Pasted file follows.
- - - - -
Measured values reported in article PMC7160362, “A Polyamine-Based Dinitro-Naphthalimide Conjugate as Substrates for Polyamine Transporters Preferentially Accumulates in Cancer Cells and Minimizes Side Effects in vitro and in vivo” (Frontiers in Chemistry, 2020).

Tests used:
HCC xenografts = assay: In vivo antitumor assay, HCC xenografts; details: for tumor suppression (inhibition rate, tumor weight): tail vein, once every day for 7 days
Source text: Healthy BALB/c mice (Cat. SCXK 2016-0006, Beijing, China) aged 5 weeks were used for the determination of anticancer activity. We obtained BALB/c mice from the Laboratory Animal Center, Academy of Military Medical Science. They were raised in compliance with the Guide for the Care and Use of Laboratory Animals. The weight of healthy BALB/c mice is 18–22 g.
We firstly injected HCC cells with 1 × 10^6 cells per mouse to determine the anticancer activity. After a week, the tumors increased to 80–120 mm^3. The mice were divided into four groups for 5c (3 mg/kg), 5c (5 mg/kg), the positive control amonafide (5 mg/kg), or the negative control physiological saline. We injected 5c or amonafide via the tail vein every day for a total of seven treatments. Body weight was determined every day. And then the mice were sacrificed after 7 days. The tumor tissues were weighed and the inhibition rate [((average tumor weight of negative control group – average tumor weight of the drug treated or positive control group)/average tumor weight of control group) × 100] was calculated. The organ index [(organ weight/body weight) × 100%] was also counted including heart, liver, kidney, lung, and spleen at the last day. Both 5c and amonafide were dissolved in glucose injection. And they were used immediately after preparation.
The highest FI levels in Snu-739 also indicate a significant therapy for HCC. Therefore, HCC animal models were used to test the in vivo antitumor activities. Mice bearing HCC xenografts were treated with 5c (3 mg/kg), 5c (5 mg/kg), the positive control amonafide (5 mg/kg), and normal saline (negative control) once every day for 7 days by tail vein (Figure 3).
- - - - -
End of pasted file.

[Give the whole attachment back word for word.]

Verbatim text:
Measured values reported in article PMC7160362, “A Polyamine-Based Dinitro-Naphthalimide Conjugate as Substrates for Polyamine Transporters Preferentially Accumulates in Cancer Cells and Minimizes Side Effects in vitro and in vivo” (Frontiers in Chemistry, 2020).

Tests used:
HCC xenografts = assay: In vivo antitumor assay, HCC xenografts; details: for tumor suppression (inhibition rate, tumor weight): tail vein, once every day for 7 days
Source text: Healthy BALB/c mice (Cat. SCXK 2016-0006, Beijing, China) aged 5 weeks were used for the determination of anticancer activity. We obtained BALB/c mice from the Laboratory Animal Center, Academy of Military Medical Science. They were raised in compliance with the Guide for the Care and Use of Laboratory Animals. The weight of healthy BALB/c mice is 18–22 g.
We firstly injected HCC cells with 1 × 10^6 cells per mouse to determine the anticancer activity. After a week, the tumors increased to 80–120 mm^3. The mice were divided into four groups for 5c (3 mg/kg), 5c (5 mg/kg), the positive control amonafide (5 mg/kg), or the negative control physiological saline. We injected 5c or amonafide via the tail vein every day for a total of seven treatments. Body weight was determined every day. And then the mice were sacrificed after 7 days. The tumor tissues were weighed and the inhibition rate [((average tumor weight of negative control group – average tumor weight of the drug treated or positive control group)/average tumor weight of control group) × 100] was calculated. The organ index [(organ weight/body weight) × 100%] was also counted including heart, liver, kidney, lung, and spleen at the last day. Both 5c and amonafide were dissolved in glucose injection. And they were used immediately after preparation.
The highest FI levels in Snu-739 also indicate a significant therapy for HCC. Therefore, HCC animal models were used to test the in vivo antitumor activities. Mice bearing HCC xenografts were treated with 5c (3 mg/kg), 5c (5 mg/kg), the positive control amonafide (5 mg/kg), and normal saline (negative control) once every day for 7 days by tail vein (Figure 3).